Set Your Child Up for
Successful Remote Learning
Back to school is going to be looking a lot different for students this fall. Many Oregon K-12 classrooms will be online due to the COVID-19 pandemic. Parents have already experienced some of the unique challenges that come with remote learning when schools transitioned online this past March. The adjustment has not been easy for parents, teachers or children. According to a Gallup Panel poll, by the end of the last school year, 3 out of 10 parents reported that their child’s emotional and mental health was suffering, with their social and emotional needs not being met with online learning.
For parents who know they are going to be sending their kids back to school virtually again this month, here are some tips for helping your child adjust to the remote learning environment.
Create a Routine
Implementing a routine will give structure and predictability to this sometimes stressful and uncertain time. Plan ahead to ensure that your child has designated times that they are doing school, but also has time away from the screen, for short breaks, well-rounded meals, physical exercise, and socialization with family or friends (in a safe, social distant manner).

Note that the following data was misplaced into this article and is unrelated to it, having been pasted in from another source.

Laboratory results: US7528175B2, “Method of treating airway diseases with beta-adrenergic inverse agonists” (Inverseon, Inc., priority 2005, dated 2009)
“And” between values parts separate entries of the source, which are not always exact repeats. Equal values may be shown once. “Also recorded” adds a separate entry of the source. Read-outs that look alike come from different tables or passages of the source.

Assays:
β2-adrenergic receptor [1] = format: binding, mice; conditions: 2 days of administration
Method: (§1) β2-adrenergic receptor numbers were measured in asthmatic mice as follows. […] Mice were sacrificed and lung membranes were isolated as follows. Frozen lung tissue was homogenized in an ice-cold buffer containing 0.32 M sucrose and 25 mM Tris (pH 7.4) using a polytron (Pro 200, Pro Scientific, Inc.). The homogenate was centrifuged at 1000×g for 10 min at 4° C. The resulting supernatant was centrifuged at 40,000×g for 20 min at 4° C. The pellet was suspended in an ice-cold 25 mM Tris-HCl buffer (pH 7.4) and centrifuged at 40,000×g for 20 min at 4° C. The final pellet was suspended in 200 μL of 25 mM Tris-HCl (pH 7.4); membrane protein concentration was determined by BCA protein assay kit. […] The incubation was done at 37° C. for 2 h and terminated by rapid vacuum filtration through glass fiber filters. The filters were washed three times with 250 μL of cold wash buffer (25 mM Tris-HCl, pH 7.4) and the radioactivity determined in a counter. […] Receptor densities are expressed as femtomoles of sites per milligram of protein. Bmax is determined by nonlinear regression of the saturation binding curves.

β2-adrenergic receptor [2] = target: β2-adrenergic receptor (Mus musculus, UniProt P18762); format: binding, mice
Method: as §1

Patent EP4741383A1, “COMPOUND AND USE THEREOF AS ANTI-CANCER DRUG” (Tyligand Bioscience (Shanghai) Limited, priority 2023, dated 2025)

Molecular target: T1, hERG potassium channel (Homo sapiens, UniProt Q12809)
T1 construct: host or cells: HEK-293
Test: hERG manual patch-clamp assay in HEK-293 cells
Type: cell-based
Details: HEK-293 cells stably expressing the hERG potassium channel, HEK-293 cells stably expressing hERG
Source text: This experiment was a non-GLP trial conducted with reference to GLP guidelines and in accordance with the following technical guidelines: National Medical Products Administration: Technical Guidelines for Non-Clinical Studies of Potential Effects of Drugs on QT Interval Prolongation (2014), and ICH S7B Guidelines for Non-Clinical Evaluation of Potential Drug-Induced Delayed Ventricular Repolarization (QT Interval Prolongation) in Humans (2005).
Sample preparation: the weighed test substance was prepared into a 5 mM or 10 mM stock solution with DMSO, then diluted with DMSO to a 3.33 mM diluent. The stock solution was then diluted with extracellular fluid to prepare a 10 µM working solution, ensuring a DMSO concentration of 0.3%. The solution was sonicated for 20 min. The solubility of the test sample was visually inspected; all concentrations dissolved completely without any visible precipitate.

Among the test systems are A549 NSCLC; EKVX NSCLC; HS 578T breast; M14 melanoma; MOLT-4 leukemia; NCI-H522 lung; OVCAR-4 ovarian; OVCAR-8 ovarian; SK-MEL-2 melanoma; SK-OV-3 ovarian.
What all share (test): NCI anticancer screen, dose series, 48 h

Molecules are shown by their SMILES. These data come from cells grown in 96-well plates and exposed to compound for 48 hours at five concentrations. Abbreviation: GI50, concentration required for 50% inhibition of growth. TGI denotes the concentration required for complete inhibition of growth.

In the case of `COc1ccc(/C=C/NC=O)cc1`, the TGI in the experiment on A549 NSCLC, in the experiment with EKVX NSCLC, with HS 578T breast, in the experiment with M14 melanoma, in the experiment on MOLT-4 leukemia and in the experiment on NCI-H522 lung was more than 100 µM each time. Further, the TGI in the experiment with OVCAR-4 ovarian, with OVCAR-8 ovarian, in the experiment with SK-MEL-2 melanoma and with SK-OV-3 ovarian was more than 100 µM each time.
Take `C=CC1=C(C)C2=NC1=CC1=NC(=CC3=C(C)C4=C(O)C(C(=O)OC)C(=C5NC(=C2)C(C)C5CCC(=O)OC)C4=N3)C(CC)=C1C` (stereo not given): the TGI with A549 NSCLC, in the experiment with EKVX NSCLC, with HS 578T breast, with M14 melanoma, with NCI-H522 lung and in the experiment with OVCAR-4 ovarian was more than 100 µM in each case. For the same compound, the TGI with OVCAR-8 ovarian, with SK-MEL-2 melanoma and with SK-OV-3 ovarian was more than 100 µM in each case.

Set Realistic Expectations
It’s likely that your child might sometimes struggle with staying focused on school through a computer screen. It can be especially unrealistic to expect your child to stay constantly engaged when you have multiple roles to balance, like work and other obligations. Knowing that remote education may not always be a smooth process and that it will operate on a learning curve should bring some relief to both you and your child.
Make it a Positive Environment
Focusing solely on the difficulty of this situation for yourself and for your child can make the remote learning environment seem even more daunting. It is important to cultivate an environment that is still positive so that your child can feel encouraged to learn and positively reinforced when progress is made.
Maintain Social Bonds
One major difficulty with remote learning is the lack of socialization that is integral to a child's development. Developing social bonds is vital for a child’s wellbeing. Try to still create opportunities for them to see friends, whether that is through a virtual playdate, a social distanced picnic or another creative, safe approach.
Focus on how you can promote your child’s emotional and mental wellbeing when you send them back to school online this fall. Also try to remember the importance of maintaining your own mental health during this time as well. If you need additional support, we're here to help.
Here are some more tips for helping children during COVID-19: